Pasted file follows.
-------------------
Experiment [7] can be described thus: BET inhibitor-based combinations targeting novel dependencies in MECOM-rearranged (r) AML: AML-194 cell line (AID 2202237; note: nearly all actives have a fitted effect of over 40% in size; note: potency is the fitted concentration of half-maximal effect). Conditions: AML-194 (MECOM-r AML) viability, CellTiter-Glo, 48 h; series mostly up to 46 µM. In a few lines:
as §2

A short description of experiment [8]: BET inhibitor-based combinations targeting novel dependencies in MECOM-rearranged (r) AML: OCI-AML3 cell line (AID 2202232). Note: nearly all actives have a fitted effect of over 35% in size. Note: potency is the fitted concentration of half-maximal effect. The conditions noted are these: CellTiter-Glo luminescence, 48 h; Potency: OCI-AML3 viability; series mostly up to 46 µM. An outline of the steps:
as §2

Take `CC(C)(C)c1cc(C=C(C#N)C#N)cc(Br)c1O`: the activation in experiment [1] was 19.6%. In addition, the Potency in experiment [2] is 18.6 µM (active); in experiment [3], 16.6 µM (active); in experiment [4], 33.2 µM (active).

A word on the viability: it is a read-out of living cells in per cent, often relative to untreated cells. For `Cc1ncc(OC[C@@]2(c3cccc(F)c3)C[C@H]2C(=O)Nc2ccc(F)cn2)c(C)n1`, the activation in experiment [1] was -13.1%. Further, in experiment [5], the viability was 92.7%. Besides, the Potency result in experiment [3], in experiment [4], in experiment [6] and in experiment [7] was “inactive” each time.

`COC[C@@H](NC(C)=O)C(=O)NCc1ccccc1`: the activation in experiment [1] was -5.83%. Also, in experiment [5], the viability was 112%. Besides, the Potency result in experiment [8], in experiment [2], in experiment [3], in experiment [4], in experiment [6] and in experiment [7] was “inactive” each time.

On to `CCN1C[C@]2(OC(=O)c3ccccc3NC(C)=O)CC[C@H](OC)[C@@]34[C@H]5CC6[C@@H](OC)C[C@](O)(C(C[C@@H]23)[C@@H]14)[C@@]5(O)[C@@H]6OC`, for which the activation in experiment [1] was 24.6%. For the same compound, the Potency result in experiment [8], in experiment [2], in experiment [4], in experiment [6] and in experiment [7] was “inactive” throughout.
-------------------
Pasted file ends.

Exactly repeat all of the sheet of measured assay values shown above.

Experiment [7] can be described thus: BET inhibitor-based combinations targeting novel dependencies in MECOM-rearranged (r) AML: AML-194 cell line (AID 2202237; note: nearly all actives have a fitted effect of over 40% in size; note: potency is the fitted concentration of half-maximal effect). Conditions: AML-194 (MECOM-r AML) viability, CellTiter-Glo, 48 h; series mostly up to 46 µM. In a few lines:
as §2

A short description of experiment [8]: BET inhibitor-based combinations targeting novel dependencies in MECOM-rearranged (r) AML: OCI-AML3 cell line (AID 2202232). Note: nearly all actives have a fitted effect of over 35% in size. Note: potency is the fitted concentration of half-maximal effect. The conditions noted are these: CellTiter-Glo luminescence, 48 h; Potency: OCI-AML3 viability; series mostly up to 46 µM. An outline of the steps:
as §2

Take `CC(C)(C)c1cc(C=C(C#N)C#N)cc(Br)c1O`: the activation in experiment [1] was 19.6%. In addition, the Potency in experiment [2] is 18.6 µM (active); in experiment [3], 16.6 µM (active); in experiment [4], 33.2 µM (active).

A word on the viability: it is a read-out of living cells in per cent, often relative to untreated cells. For `Cc1ncc(OC[C@@]2(c3cccc(F)c3)C[C@H]2C(=O)Nc2ccc(F)cn2)c(C)n1`, the activation in experiment [1] was -13.1%. Further, in experiment [5], the viability was 92.7%. Besides, the Potency result in experiment [3], in experiment [4], in experiment [6] and in experiment [7] was “inactive” each time.

`COC[C@@H](NC(C)=O)C(=O)NCc1ccccc1`: the activation in experiment [1] was -5.83%. Also, in experiment [5], the viability was 112%. Besides, the Potency result in experiment [8], in experiment [2], in experiment [3], in experiment [4], in experiment [6] and in experiment [7] was “inactive” each time.

On to `CCN1C[C@]2(OC(=O)c3ccccc3NC(C)=O)CC[C@H](OC)[C@@]34[C@H]5CC6[C@@H](OC)C[C@](O)(C(C[C@@H]23)[C@@H]14)[C@@]5(O)[C@@H]6OC`, for which the activation in experiment [1] was 24.6%. For the same compound, the Potency result in experiment [8], in experiment [2], in experiment [4], in experiment [6] and in experiment [7] was “inactive” throughout.